After the jury was impaneled, tobacco companies asked Judge Kenneth Fitzpatrick to dismiss it. They said jurors were biased against them. Fitzpatrick refused.

Over the next three-and-a-half months, jurors heard testimony ranging from the CEOs of Philip Morris, R.J. Reynolds, and Liggett. They also heard from authorities on marketing, economics and smoking, and health. Jurors viewed slivers of human lung and relived old cigarette TV commercials.

TV announcer: The Flintstones has been brought to you by Winston, America's best selling, best tasting, filtered cigarette. Winston tastes good as a good cigarette should!
While attorneys were battling inside the courtroom, they also fought in other courtrooms. The tobacco industry appealed 18 of the judge's rulings, including his refusal to remove himself from the case. The industry lost all 18 appeals, including two to the US Supreme Court.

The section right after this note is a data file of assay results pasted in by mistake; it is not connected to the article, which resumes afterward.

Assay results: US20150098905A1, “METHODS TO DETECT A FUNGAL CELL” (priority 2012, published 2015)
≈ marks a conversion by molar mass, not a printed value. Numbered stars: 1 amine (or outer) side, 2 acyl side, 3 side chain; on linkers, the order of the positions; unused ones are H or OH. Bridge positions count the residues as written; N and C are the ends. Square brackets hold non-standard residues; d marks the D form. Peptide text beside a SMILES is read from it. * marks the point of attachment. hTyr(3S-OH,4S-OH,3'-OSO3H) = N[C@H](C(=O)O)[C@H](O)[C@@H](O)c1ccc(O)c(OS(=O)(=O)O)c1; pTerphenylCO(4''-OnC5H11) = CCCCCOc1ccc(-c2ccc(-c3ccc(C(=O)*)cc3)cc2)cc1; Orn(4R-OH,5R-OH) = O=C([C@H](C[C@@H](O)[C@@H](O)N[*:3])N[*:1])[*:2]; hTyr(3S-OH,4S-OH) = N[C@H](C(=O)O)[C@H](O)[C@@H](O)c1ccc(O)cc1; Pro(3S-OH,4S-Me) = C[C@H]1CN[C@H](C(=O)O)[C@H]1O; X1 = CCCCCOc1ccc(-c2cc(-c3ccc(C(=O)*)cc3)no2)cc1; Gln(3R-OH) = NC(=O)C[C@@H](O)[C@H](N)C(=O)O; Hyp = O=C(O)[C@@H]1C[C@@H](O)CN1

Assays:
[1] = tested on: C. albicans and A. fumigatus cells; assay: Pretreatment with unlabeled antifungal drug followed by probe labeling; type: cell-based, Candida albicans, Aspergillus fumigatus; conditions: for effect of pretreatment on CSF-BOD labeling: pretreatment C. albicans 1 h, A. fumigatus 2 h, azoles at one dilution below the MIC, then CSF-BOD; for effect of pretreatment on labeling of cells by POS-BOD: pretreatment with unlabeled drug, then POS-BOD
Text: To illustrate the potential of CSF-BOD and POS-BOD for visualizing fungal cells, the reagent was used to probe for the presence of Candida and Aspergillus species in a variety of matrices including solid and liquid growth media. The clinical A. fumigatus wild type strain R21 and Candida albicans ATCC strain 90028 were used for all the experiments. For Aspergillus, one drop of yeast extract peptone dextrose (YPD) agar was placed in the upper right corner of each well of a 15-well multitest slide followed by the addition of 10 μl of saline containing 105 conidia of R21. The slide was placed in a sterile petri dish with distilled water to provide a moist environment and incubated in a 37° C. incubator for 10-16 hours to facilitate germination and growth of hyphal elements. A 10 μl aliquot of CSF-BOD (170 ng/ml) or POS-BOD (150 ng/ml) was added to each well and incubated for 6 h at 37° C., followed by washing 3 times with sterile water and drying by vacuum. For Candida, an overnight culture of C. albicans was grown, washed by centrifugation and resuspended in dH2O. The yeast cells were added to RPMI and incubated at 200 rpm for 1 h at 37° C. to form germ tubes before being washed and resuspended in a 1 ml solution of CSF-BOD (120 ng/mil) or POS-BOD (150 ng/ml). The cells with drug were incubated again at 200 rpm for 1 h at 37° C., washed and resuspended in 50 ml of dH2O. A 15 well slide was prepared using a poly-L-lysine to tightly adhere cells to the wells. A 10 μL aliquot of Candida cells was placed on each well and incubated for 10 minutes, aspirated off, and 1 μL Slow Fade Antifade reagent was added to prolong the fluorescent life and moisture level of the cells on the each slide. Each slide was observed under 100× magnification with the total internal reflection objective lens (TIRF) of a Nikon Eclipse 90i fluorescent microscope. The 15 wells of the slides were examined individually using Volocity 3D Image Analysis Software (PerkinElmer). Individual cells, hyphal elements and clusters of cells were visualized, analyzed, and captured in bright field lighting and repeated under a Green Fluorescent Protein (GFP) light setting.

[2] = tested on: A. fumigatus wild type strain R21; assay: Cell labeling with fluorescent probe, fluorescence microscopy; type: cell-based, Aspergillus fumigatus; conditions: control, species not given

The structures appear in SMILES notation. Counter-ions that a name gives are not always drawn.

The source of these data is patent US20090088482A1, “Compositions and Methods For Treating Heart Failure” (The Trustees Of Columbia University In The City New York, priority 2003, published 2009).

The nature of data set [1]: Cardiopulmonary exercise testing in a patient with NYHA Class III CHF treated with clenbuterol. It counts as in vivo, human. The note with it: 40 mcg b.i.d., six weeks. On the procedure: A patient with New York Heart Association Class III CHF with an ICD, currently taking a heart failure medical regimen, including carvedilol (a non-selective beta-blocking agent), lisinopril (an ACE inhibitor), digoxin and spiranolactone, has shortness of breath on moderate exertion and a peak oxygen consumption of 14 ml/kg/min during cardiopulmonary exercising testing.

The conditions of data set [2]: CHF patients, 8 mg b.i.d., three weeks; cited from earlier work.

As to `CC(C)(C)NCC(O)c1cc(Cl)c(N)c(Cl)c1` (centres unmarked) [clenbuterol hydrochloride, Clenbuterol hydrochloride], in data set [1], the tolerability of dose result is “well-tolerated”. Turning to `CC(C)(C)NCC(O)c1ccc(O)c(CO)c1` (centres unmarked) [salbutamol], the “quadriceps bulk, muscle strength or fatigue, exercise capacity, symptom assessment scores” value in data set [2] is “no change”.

Many of those appeals centered on the tobacco industry trying to keep internal company files out of the case, files which Minnesota attorney general and gubernatorial candidate Skip Humphrey called "smoking howitzers."

Humphrey: This industry is exploiting the vulnerability of young kids, and these are the kinds of skeletons that are in that closet that we want opened up, and we want the public to understand.
The state's lead attorney, Mike Ciresi, showed jurors a videotape of Congressional hearings where tobacco executives publicly maintained cigarettes weren't addictive, even though the companies own research showed they were.
Ciresei: They had seven people in 1994 swear under oath like the seven dwarves saying that nicotine wasn't addictive. They don't admit it today. The only one that admits it is Liggett, so if it's so well known, why don't they just come out and say it, "Hey nicotine's addictive! We're telling the world!"